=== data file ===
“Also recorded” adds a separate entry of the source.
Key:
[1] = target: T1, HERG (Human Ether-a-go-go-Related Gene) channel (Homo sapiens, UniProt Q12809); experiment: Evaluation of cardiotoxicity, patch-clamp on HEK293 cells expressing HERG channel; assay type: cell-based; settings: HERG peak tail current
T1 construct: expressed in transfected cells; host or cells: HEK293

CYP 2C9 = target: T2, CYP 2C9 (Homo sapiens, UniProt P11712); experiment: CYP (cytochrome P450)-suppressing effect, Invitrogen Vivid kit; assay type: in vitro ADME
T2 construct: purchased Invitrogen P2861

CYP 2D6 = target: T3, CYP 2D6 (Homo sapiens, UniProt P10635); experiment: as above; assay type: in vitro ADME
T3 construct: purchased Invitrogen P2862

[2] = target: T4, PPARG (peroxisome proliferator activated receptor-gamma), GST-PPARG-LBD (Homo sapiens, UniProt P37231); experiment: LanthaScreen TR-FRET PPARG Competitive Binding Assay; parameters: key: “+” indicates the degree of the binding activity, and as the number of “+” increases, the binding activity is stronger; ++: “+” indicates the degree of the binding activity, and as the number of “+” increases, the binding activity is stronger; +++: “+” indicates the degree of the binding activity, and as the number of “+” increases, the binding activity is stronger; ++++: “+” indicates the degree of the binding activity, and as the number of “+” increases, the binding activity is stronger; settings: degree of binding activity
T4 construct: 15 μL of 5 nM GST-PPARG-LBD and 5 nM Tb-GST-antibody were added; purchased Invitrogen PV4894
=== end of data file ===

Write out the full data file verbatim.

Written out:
“Also recorded” adds a separate entry of the source.
Key:
[1] = target: T1, HERG (Human Ether-a-go-go-Related Gene) channel (Homo sapiens, UniProt Q12809); experiment: Evaluation of cardiotoxicity, patch-clamp on HEK293 cells expressing HERG channel; assay type: cell-based; settings: HERG peak tail current
T1 construct: expressed in transfected cells; host or cells: HEK293

CYP 2C9 = target: T2, CYP 2C9 (Homo sapiens, UniProt P11712); experiment: CYP (cytochrome P450)-suppressing effect, Invitrogen Vivid kit; assay type: in vitro ADME
T2 construct: purchased Invitrogen P2861

CYP 2D6 = target: T3, CYP 2D6 (Homo sapiens, UniProt P10635); experiment: as above; assay type: in vitro ADME
T3 construct: purchased Invitrogen P2862

[2] = target: T4, PPARG (peroxisome proliferator activated receptor-gamma), GST-PPARG-LBD (Homo sapiens, UniProt P37231); experiment: LanthaScreen TR-FRET PPARG Competitive Binding Assay; parameters: key: “+” indicates the degree of the binding activity, and as the number of “+” increases, the binding activity is stronger; ++: “+” indicates the degree of the binding activity, and as the number of “+” increases, the binding activity is stronger; +++: “+” indicates the degree of the binding activity, and as the number of “+” increases, the binding activity is stronger; ++++: “+” indicates the degree of the binding activity, and as the number of “+” increases, the binding activity is stronger; settings: degree of binding activity
T4 construct: 15 μL of 5 nM GST-PPARG-LBD and 5 nM Tb-GST-antibody were added; purchased Invitrogen PV4894